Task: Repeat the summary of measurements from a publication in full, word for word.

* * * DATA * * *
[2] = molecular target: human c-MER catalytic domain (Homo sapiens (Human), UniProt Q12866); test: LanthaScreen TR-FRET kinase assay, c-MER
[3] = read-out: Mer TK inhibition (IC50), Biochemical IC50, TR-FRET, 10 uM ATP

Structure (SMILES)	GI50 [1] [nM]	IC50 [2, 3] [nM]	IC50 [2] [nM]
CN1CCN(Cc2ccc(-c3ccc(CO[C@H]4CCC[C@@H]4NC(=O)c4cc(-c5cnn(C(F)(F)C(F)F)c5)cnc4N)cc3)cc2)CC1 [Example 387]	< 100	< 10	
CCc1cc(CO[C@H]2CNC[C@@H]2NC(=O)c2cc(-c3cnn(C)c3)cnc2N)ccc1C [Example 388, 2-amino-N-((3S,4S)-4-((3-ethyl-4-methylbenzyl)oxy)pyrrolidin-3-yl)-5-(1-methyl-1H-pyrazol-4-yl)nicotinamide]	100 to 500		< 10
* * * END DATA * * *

[2] = molecular target: human c-MER catalytic domain (Homo sapiens (Human), UniProt Q12866); test: LanthaScreen TR-FRET kinase assay, c-MER
[3] = read-out: Mer TK inhibition (IC50), Biochemical IC50, TR-FRET, 10 uM ATP

Structure (SMILES)	GI50 [1] [nM]	IC50 [2, 3] [nM]	IC50 [2] [nM]
CN1CCN(Cc2ccc(-c3ccc(CO[C@H]4CCC[C@@H]4NC(=O)c4cc(-c5cnn(C(F)(F)C(F)F)c5)cnc4N)cc3)cc2)CC1 [Example 387]	< 100	< 10	
CCc1cc(CO[C@H]2CNC[C@@H]2NC(=O)c2cc(-c3cnn(C)c3)cnc2N)ccc1C [Example 388, 2-amino-N-((3S,4S)-4-((3-ethyl-4-methylbenzyl)oxy)pyrrolidin-3-yl)-5-(1-methyl-1H-pyrazol-4-yl)nicotinamide]	100 to 500		< 10